A year ago, Louis Murphy was coming off his best season in the NFL.
In 2010, Murphy caught a team-best 41 passes over 14 games for 609 yards, both career bests for the young wide receiver in his second season in the league.
Now, however, there is speculation that the former fourth-round pick of the Raiders in 2009 out of Florida could be in danger of not making the opening-day roster for the 2012 season.
An injury kept Murphy out of the starting lineup in last season’s opener, and the emergence of rookie Denarius Moore took away some of his opportunities later in the year. Injuries hampered Murphy much of 2011, and he started just one game and caught only 15 passes.
Now, it’s expected that the Raiders’ top three receivers this season will be Moore, Darrius Heyward-Bey and Jacoby Ford, with rookies Juron Criner and Rod Streater also opening eyes during recent workouts. Former undrafted free agent Eddie McGee, who was on the practice squad last season, also has reportedly made big strides in offseason workouts with quarterback Carson Palmer.
With the team expected to carry six wideouts, someone is certain to be squeezed out. And with a new coaching staff and new offensive system in place, head coach Dennis Allen is likely to be open to giving opportunities to the best performers in training camp regardless of previous experience.
Recently, Steve Corkran of the Contra Costa Times wrote that he believes Murphy is now “in a fight” to make the roster.
In addition, though Murphy can be a playmaker when he catches the ball, he’s often had problems dropping passes. Even during his rookie season when he caught 34 passes, Murphy ranked seventh in the NFL in “drop percentage,” mishandling 17 percent of throws to him, according to one study. He did improve that percentage his second season, however.
Recently, when ESPN.com reporter Bill Williamson was asked in an online chat about who he’d take this season – Murphy or undrafted free agent Streater – he responded, “If Streater is good in the preseason, there has to be a spot for him. I could see Murphy being shopped – a la Patrick Crayton – on cut-down weekend. That is not a report, just a hunch.”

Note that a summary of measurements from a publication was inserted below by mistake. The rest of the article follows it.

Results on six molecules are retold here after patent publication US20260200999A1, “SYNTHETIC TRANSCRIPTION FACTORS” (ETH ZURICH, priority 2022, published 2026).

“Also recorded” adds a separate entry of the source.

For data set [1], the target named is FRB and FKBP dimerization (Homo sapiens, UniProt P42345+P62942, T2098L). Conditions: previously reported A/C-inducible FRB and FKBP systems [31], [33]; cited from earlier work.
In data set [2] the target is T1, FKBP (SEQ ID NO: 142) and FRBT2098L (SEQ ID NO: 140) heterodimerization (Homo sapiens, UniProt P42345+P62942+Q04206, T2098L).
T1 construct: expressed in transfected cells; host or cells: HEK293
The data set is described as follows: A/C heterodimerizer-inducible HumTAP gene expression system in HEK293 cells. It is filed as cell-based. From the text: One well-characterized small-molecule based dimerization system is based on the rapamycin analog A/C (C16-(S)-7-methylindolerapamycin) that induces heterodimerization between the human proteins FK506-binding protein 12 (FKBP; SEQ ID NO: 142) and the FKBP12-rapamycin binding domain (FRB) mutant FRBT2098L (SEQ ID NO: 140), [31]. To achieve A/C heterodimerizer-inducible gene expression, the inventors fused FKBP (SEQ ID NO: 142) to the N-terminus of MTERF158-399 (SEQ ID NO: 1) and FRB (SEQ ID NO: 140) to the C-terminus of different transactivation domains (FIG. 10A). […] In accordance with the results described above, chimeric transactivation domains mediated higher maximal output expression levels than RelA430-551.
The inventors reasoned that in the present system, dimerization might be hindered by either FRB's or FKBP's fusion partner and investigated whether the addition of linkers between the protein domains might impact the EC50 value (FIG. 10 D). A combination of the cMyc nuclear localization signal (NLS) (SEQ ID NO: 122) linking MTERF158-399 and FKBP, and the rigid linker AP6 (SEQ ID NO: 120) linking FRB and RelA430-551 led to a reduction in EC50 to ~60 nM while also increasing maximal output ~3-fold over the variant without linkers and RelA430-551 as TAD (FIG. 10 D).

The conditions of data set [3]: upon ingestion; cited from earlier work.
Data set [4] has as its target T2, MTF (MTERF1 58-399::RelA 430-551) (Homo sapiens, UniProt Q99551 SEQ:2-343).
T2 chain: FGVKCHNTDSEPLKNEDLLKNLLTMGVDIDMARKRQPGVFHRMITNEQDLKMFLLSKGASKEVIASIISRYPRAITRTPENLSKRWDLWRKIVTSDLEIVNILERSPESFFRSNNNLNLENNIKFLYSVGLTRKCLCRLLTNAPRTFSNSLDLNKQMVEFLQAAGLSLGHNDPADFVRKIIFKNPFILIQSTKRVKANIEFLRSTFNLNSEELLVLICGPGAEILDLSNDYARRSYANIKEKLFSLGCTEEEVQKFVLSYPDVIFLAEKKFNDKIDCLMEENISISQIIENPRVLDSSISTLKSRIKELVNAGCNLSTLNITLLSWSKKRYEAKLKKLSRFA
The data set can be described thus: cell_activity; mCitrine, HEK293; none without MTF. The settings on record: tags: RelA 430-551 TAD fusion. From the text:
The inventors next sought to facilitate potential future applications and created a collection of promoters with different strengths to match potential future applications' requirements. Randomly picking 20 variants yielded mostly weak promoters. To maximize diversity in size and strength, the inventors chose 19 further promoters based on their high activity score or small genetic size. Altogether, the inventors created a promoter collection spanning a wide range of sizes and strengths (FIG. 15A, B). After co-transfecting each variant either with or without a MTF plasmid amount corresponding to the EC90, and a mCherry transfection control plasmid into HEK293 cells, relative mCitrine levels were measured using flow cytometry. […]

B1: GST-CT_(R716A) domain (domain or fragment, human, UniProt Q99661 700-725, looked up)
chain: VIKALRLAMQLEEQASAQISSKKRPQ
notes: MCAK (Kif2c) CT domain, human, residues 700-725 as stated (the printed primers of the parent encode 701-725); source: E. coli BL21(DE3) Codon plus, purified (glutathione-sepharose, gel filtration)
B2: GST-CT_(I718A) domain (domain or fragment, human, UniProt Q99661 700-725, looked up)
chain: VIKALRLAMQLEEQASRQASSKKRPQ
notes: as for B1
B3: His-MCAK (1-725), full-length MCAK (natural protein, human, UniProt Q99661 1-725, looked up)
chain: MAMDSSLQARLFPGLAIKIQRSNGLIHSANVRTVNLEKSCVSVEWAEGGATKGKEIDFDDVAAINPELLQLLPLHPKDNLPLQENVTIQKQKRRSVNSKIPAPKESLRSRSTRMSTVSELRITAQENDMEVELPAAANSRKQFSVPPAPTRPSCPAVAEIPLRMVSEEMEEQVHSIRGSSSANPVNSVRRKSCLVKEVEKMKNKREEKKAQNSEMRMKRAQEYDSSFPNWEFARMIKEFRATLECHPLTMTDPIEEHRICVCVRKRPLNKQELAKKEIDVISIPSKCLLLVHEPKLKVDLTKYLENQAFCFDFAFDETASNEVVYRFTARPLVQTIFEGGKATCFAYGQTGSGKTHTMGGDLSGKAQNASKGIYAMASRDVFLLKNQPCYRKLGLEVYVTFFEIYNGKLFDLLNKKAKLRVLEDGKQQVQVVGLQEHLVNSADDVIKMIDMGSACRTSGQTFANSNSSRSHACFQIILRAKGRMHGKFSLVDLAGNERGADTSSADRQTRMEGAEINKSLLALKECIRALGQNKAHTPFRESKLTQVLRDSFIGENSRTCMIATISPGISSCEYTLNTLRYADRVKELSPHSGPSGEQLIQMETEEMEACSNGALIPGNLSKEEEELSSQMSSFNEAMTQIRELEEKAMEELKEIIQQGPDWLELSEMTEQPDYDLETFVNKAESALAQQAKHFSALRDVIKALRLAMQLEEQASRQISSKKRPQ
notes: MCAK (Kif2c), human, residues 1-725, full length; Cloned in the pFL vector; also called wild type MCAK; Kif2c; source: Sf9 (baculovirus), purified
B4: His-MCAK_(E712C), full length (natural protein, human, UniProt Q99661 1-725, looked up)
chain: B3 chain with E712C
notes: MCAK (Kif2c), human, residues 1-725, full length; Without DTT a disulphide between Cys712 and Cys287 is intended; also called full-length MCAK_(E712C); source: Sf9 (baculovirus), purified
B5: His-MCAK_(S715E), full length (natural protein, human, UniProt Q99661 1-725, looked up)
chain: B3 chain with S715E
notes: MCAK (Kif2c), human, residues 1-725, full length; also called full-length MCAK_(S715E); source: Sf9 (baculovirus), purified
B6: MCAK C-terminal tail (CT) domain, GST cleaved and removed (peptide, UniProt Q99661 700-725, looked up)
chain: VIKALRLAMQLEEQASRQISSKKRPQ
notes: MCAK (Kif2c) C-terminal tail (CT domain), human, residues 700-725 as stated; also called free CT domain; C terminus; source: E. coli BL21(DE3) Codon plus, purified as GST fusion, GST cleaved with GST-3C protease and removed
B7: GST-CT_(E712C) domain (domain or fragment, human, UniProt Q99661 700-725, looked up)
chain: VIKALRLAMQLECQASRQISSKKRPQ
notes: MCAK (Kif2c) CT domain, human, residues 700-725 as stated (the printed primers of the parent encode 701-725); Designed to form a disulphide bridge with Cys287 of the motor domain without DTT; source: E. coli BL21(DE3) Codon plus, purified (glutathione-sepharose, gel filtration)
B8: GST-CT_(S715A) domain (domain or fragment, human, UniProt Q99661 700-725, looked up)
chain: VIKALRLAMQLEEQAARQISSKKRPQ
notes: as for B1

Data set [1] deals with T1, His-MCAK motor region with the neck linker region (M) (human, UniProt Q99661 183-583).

So who are Criner and Streater?
Criner, a fifth-round pick out of Arizona, is a big target (6-foot-3, 224 pounds) with a 38-inch vertical leap whose stock dropped in the draft because of a relatively slow 40-yard dash time of 4.68. As an all-Pac-12 receiver with the Wildcats, Criner had 82 catches for 1,233 yards as a junior, with 75 for 956 yards as a senior.
And, in workouts with the Raiders, Criner has consistently shined, with good hands and good instincts. Criner could become an impact player.
Streater, meanwhile, a 6-foot-2, 193-pounder from Temple, had 49 catches over his final two college seasons for seven TDs, and has reportedly played very well in stints with Oakland’s first team. Allen has frequently mentioned Streater’s performance.
“I think he’s earned the right to get the reps,” Allen told reporters recently. “He’s done a nice job.” Added Allen: “He’s really impressive.”
With Streater, Criner and McGee making big strides, Murphy could be in for a very competitive battle to keep his job in training camp and during the exhibition season.